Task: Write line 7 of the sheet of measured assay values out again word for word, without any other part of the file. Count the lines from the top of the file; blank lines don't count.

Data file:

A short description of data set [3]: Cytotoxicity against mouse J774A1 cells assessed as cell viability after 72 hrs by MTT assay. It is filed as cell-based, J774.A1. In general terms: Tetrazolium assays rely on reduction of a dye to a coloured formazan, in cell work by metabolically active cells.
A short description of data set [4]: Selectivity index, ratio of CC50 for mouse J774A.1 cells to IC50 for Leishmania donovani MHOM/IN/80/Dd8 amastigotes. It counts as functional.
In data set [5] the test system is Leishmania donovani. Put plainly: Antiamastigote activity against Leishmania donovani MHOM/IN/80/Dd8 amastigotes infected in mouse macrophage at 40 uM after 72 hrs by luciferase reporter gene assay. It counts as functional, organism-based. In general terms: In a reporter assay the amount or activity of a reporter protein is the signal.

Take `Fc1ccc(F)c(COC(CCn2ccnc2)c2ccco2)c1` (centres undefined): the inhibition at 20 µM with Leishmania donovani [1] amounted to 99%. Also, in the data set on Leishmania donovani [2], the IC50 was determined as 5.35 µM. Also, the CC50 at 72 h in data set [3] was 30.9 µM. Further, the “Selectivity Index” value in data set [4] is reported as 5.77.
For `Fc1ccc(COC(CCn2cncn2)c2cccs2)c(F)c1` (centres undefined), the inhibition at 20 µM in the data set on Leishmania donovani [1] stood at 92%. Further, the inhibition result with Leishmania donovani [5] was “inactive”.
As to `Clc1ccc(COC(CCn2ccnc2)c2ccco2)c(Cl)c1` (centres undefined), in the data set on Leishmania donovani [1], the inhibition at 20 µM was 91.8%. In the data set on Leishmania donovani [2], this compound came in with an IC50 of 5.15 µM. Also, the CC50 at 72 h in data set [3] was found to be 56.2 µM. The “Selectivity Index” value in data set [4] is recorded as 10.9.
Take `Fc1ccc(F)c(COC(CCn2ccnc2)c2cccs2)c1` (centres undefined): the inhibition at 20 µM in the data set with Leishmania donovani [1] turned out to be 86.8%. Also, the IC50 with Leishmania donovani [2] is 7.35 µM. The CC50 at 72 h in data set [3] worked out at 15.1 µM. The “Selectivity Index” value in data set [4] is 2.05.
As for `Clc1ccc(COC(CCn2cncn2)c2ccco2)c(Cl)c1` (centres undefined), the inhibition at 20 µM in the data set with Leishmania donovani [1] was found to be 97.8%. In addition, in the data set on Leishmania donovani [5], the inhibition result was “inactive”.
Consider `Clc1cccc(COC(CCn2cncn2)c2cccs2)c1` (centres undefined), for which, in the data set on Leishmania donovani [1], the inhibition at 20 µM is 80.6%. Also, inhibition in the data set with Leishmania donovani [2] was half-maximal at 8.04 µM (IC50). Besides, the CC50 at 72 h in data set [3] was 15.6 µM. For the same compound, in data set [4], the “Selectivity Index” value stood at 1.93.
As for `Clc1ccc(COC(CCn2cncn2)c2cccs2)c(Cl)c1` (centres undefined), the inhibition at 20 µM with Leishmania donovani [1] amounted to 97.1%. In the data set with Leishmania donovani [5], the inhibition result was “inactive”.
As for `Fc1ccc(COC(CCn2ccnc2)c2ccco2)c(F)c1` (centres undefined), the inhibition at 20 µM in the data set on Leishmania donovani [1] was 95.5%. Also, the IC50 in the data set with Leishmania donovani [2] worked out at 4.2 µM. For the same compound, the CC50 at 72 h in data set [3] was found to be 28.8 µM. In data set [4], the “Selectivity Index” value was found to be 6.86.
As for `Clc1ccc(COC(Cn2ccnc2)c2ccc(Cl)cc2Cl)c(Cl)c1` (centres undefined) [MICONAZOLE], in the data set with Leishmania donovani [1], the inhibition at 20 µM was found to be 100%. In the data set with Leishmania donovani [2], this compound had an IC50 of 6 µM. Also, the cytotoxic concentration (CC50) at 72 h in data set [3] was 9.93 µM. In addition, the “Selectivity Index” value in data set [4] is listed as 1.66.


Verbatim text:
Take `Fc1ccc(F)c(COC(CCn2ccnc2)c2cccs2)c1` (centres undefined): the inhibition at 20 µM in the data set with Leishmania donovani [1] turned out to be 86.8%. Also, the IC50 with Leishmania donovani [2] is 7.35 µM. The CC50 at 72 h in data set [3] worked out at 15.1 µM. The “Selectivity Index” value in data set [4] is 2.05.